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From Draft NOtices, July-September 2015

The $15/hour Minimum Wage Campaign Is Counter-recruitment

— Rodrigo de la Rosa

More and more cities have begun to pave the way toward economic justice by supporting the nationwide initiative of increasing the minimum wage to $15 an hour. Cities such as Seattle, Los Angeles, and Portland, OR, have committed themselves to this goal within the next few years. In states such as Texas, where the minimum wage is $7.25 per hour, this change would more than double income in households earning less than $15,000 per year. Although the campaign to raise the minimum wage to $15 an hour began as a fast food worker campaign, it has now been implemented in many other service sector jobs and has ultimately become a working-class campaign. In California, where the minimum wage is currently $9 per hour, a single mother or father earns $17,280 per year; that’s $6,570 below the poverty level for a single person without dependents. In San Diego the campaign to earn $15 an hour has been going for a little over a year and has already gained an outstanding amount of support.

This campaign not only advocates for economic justice, but it will also have an impact on military recruitment, because the most powerful factor that drives people in working-class communities into the ranks of the military is POVERTY.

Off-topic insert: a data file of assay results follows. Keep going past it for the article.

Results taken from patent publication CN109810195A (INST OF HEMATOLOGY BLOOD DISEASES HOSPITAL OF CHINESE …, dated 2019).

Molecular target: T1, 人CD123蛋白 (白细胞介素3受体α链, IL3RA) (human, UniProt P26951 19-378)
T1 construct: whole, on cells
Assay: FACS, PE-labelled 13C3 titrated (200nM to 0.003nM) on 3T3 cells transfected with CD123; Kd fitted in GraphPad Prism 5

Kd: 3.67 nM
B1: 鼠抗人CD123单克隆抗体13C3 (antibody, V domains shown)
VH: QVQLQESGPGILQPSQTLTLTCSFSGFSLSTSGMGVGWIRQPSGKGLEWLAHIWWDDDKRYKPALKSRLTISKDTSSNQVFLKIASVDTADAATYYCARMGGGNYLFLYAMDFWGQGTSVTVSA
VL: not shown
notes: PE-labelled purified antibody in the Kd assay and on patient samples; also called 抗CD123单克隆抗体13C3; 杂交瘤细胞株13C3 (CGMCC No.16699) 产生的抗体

High school students in low-income communities have programs such as JROTC that serve as a gateway and recruitment tool for the military. Military recruiters conduct more class visitations and attend more career fairs than college recruiters in low-income schools. Meanwhile, programs such as JROTC and military recruiters are much less present in schools in affluent communities.

Because the military has such massive exposure in high schools with a majority of working-class students of color, it becomes a much more likely option for them to become economically stable and perhaps have a career. Because these schools often have very limited guidance resources and their families face economic strain, it is difficult for students to see themselves developing a career by attending college. Many students, like me when I was in high school, then come to the conclusion that they are fated to either go into the military or become part of a low-paid workforce upon graduation. It is much easier for recruiters to entice young vulnerable students to join the military when the federal minimum wage is $7.20 per hour and the California minimum wage is $9.00.

If the minimum wage were to increase to $15 per hour, not only would it be a fair and dignified wage for the those who are currently the lowest paid workers, but it would also be more difficult for recruiters to make military salaries sound appealing compared to the civilian workforce. (According to a U.S. Army website, a soldier with less than two years of experience earns somewhere between $18,000 and $20,000.) It would give many young people a reason to consider alternatives to joining the military.

As more and more cities start to advocate and support the $15 per hour wage and the right to form a union at the workplace, it is important to understand the connection and impact that it will have on recruitment into the military specifically within the communities of color who are targeted by recruiters. By supporting the fight for $15 per hour we are not only advocating for economic justice but we are also supporting counter-recruitment demilitarization efforts.

For more information on the $15 minimum wage campaign, visit: Fightfor15.org

This article is from Draft NOtices, the newsletter of the Committee Opposed to Militarism and the Draft (http://www.comdsd.org/
       

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